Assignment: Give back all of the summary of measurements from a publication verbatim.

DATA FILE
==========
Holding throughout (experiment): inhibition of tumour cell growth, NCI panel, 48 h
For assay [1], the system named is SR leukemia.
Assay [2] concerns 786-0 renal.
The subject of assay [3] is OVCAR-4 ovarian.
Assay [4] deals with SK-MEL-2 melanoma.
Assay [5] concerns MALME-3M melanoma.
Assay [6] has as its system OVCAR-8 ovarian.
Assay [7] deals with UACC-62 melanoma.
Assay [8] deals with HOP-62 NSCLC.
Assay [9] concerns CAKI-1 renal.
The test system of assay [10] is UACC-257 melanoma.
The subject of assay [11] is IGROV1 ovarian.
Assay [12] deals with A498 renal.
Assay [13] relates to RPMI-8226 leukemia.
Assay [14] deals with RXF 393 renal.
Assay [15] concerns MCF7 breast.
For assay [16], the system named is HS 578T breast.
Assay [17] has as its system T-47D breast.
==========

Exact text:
Holding throughout (experiment): inhibition of tumour cell growth, NCI panel, 48 h
For assay [1], the system named is SR leukemia.
Assay [2] concerns 786-0 renal.
The subject of assay [3] is OVCAR-4 ovarian.
Assay [4] deals with SK-MEL-2 melanoma.
Assay [5] concerns MALME-3M melanoma.
Assay [6] has as its system OVCAR-8 ovarian.
Assay [7] deals with UACC-62 melanoma.
Assay [8] deals with HOP-62 NSCLC.
Assay [9] concerns CAKI-1 renal.
The test system of assay [10] is UACC-257 melanoma.
The subject of assay [11] is IGROV1 ovarian.
Assay [12] deals with A498 renal.
Assay [13] relates to RPMI-8226 leukemia.
Assay [14] deals with RXF 393 renal.
Assay [15] concerns MCF7 breast.
For assay [16], the system named is HS 578T breast.
Assay [17] has as its system T-47D breast.